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J Neurosurg. 2007 Aug;107(2 Suppl):119-25. doi: 10.3171/PED-07/08/119.

Benign extracerebral fluid collections in infancy: clinical presentation and long-term follow-up.

Author information

1
Department of Surgery (Neurosurgery), Nebraska Medical Center, Omaha, Nebraska 68114, USA. lhellbusch@msn.com

Abstract

OBJECT:

Benign extracerebral fluid collections are common in infants, but there are unanswered questions regarding presentation and long-term outcome. This study was undertaken to establish head size at birth, head size at presentation, head growth over time, history of presentation, indications for surgery, and long-term results.

METHODS:

Cases of benign extracerebral fluid collections in infancy were retrospectively reviewed. Data pertaining to clinical presentation, progress, and long-term follow-up were evaluated. Patients were divided into two groups on the basis of the presence or absence of increased signal intensity of fluid in the extracerebral space on T1-weighted magnetic resonance images. Group 1 consisted of 39 patients who had benign extracerebral fluid collections without any subdural collections. Group 2 consisted of nine patients who had a chronic subdural hematoma or hygroma without a history of trauma and had generous subarachnoid spaces and/or a history of premature birth. Patients were observed for an average of 49 months.

RESULTS:

Group 1 included 39 patients (ages at presentation 3-12 months); the most common presentation in this group was macrocephaly (28 cases). Of those Group 1 cases in which data regarding gestational age at birth were available, 15 births were either severely or mildly premature and 14 were full term. Of those Group 1 patients with adequate data, 14 had an occipitofrontal circumference (OFC) in the 50th to 98th percentile at birth and two had OFCs greater than the 98th percentile. Measurements obtained at 24 months of age were available for 18 Group 1 patients: OFC was at approximately the 98th percentile in eight (all eight born at full term) and more than 1 cm larger than the 98th percentile in 10. Head growth in Group 1 patients continued to decrease, approaching the 98th percentile after 24 months of age. Only three of the 39 patients in Group 1 required shunt placement. Of the 33 Group 1 patients for whom long-term follow-up was available, 30 were developing normally, and three had mild developmental delays. Group 2 included nine patients (ages at presentation 3-7 months); the most common presentations were large head (three patients) and seizures (three patients). Data concerning gestational age at birth were available in eight Group 2 cases: birth was severely premature in four and gestation was full term in four. Five Group 2 patients were treated surgically-two with subduroperitoneal (SDP) shunt placement, two with subdural punctures, and one with subdural punctures and SDP shunt placement. Adequate follow-up information was available in eight of nine Group 2 cases; all eight patients were found to be developing normally.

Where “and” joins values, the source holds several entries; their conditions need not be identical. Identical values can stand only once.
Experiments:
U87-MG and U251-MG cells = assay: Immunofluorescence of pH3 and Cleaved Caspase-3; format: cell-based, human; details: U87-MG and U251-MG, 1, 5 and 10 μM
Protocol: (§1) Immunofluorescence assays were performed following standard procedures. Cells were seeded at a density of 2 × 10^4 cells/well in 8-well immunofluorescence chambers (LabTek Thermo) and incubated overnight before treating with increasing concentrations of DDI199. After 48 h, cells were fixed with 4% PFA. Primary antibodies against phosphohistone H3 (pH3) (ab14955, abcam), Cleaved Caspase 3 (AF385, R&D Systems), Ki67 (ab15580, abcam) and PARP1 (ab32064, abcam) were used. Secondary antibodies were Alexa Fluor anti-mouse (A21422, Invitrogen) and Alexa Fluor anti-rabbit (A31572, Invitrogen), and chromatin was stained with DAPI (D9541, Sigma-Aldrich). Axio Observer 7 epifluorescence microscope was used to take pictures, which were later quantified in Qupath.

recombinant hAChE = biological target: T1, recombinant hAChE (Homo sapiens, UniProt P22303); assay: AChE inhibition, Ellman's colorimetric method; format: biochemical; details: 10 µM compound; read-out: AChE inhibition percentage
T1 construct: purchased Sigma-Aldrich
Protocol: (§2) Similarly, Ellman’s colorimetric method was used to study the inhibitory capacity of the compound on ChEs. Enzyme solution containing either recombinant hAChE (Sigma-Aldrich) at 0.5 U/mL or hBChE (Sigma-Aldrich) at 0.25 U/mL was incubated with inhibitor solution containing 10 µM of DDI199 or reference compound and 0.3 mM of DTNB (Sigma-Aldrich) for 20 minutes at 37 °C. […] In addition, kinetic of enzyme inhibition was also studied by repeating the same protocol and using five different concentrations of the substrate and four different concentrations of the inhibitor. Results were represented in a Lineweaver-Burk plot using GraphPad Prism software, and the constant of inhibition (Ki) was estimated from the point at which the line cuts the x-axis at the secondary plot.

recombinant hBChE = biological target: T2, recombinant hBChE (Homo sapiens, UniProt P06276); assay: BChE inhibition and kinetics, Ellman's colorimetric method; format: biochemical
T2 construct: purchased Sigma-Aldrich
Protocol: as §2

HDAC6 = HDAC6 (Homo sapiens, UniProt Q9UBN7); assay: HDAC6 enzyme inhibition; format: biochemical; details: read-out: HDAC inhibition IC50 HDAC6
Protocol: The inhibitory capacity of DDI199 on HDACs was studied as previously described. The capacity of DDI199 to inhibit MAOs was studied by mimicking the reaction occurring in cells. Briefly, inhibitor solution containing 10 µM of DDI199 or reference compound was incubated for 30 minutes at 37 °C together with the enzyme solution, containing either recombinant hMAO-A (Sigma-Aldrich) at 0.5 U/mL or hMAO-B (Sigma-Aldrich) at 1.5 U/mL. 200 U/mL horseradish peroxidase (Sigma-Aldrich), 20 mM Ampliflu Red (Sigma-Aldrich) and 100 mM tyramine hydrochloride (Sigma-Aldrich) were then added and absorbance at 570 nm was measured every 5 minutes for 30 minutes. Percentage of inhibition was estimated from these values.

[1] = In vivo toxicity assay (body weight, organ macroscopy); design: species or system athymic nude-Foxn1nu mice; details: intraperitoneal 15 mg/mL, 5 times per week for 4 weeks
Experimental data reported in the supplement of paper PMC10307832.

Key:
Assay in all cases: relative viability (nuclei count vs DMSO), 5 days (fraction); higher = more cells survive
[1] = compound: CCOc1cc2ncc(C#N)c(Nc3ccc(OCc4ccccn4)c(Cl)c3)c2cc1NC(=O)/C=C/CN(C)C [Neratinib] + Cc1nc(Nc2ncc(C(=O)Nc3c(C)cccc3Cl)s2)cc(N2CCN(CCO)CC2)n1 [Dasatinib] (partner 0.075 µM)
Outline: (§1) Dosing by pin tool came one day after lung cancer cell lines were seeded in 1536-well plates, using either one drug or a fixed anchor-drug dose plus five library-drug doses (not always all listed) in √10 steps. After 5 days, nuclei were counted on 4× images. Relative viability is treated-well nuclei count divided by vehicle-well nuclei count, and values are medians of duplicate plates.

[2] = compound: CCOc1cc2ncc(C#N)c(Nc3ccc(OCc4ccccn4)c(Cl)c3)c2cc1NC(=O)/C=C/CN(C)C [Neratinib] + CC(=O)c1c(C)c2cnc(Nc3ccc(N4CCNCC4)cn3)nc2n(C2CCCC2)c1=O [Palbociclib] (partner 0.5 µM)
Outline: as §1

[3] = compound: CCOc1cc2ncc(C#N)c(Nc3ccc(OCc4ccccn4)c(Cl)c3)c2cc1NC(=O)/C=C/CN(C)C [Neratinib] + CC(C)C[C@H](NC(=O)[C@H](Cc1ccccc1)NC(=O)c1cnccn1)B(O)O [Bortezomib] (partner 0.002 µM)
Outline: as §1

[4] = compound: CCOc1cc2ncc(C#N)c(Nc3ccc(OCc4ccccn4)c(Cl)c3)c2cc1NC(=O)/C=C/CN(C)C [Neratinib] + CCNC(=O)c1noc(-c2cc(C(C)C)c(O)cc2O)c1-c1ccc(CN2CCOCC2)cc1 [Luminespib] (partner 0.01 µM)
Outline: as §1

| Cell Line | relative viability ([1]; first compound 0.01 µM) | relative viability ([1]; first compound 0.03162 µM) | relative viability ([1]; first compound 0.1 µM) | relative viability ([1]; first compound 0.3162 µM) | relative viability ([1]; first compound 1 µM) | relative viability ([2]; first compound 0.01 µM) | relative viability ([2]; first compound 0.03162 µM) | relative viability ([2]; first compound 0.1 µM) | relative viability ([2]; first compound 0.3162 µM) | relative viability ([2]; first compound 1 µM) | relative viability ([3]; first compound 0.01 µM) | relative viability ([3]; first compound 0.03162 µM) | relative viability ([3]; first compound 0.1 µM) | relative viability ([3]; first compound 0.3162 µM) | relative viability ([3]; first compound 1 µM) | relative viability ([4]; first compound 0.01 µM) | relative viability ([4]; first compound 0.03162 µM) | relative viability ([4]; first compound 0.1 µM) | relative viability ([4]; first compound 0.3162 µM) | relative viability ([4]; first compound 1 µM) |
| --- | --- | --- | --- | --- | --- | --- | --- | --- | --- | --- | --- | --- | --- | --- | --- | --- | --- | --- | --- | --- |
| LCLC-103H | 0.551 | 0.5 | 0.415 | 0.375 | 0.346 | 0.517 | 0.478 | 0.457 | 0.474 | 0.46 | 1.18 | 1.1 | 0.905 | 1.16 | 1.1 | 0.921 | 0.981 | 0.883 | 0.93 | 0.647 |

CONCLUSIONS:

Group 1 patients usually had a normal head size at birth, they rarely required shunt placement, their head growth eventually leveled off toward the 98th percentile line, and their outcomes were generally good. Although five of nine Group 2 patients required subdural punctures and/or SDP shunt placement, that group of patients also developed well. Infants with nontraumatic subdural hematomas or hygromas, presumably associated with benign extracerebral fluid collections, can often experience significant resolutions of the hematoma or hygroma within several months without surgical treatment.

PMID:
18459883
DOI:
10.3171/PED-07/08/119
[Indexed for MEDLINE]

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